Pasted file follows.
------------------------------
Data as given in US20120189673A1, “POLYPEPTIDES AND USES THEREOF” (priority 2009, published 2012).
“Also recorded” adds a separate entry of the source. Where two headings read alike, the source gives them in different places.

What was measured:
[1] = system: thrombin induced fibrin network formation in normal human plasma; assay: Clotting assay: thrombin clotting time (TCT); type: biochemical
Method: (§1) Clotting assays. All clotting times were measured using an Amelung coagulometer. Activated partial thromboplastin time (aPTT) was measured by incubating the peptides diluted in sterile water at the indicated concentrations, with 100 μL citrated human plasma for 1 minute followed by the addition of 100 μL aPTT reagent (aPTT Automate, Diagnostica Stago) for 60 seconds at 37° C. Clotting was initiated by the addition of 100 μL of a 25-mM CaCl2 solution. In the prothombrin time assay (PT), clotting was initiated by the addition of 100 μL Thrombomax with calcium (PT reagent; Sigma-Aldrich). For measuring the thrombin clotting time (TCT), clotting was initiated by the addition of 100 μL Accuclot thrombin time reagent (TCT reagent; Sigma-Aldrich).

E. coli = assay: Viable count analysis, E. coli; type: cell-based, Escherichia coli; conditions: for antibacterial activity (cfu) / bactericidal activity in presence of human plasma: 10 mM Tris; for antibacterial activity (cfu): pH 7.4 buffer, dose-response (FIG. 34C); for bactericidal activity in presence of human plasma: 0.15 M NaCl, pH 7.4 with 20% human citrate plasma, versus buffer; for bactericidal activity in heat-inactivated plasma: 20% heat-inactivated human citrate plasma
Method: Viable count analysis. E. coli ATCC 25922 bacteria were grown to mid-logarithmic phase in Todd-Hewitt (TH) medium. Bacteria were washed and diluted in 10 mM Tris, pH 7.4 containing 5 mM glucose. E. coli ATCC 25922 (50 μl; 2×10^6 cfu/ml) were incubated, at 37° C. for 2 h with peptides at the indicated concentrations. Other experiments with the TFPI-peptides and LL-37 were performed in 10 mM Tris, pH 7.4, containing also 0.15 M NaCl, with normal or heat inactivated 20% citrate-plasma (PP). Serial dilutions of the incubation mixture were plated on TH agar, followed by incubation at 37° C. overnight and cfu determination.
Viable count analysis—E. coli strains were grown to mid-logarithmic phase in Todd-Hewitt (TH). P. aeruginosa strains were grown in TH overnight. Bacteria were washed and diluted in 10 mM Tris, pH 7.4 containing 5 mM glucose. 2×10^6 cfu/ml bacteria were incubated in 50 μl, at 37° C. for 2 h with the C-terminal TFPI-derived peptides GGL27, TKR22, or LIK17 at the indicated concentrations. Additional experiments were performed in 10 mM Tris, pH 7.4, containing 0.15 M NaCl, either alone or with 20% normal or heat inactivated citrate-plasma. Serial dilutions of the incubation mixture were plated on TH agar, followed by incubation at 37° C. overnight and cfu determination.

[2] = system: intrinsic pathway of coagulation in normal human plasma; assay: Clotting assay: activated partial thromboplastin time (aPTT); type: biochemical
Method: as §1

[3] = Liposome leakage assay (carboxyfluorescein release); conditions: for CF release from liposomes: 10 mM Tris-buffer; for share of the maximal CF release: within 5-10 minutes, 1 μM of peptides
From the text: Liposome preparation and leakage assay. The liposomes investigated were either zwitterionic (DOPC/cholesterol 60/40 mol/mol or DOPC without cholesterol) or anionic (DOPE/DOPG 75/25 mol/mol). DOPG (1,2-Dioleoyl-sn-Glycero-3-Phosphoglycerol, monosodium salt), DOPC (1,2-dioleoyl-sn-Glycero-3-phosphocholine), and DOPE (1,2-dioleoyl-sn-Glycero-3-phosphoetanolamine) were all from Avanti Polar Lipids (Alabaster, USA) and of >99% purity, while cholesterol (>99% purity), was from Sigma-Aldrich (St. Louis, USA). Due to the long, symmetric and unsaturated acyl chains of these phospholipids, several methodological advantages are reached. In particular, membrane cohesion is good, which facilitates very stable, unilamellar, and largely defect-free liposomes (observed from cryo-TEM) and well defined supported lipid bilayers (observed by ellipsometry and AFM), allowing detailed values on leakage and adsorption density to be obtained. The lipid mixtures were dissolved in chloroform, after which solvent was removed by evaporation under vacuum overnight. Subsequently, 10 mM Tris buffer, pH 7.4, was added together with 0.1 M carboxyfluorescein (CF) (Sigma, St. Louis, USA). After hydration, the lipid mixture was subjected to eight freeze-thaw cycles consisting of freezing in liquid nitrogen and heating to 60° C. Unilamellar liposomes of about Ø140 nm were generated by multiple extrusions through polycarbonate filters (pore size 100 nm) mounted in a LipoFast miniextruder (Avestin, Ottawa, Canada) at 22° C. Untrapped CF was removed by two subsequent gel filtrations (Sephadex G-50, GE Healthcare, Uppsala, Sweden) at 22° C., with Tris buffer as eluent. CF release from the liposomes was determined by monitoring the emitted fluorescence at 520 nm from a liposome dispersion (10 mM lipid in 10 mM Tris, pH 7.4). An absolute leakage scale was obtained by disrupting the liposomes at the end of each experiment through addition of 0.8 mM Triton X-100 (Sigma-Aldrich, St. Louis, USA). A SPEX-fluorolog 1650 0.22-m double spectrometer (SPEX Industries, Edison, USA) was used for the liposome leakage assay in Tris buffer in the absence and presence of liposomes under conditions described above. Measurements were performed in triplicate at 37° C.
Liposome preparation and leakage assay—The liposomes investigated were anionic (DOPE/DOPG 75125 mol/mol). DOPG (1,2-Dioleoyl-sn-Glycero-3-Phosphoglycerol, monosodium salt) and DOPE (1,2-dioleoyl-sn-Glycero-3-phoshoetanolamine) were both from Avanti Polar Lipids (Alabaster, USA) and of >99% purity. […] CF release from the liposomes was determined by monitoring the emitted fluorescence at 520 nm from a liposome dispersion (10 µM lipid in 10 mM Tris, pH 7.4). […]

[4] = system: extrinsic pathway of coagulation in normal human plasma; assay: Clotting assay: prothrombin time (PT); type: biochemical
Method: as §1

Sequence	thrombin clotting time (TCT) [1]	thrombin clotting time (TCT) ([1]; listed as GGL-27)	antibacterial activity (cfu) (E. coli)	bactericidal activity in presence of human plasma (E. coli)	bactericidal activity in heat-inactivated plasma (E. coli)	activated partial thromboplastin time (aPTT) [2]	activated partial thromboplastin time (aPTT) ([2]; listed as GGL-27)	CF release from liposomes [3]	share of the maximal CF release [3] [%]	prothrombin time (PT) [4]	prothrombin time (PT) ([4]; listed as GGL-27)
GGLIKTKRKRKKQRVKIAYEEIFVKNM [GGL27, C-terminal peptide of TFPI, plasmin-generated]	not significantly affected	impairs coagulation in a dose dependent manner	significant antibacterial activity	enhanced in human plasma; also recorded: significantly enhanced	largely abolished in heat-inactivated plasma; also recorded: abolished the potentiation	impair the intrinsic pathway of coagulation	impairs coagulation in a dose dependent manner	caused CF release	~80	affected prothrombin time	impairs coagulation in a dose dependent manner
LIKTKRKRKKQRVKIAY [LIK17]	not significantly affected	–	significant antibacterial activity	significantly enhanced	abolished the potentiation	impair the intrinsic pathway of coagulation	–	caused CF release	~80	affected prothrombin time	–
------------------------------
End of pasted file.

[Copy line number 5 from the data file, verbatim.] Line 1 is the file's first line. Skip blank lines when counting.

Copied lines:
Method: (§1) Clotting assays. All clotting times were measured using an Amelung coagulometer. Activated partial thromboplastin time (aPTT) was measured by incubating the peptides diluted in sterile water at the indicated concentrations, with 100 μL citrated human plasma for 1 minute followed by the addition of 100 μL aPTT reagent (aPTT Automate, Diagnostica Stago) for 60 seconds at 37° C. Clotting was initiated by the addition of 100 μL of a 25-mM CaCl2 solution. In the prothombrin time assay (PT), clotting was initiated by the addition of 100 μL Thrombomax with calcium (PT reagent; Sigma-Aldrich). For measuring the thrombin clotting time (TCT), clotting was initiated by the addition of 100 μL Accuclot thrombin time reagent (TCT reagent; Sigma-Aldrich).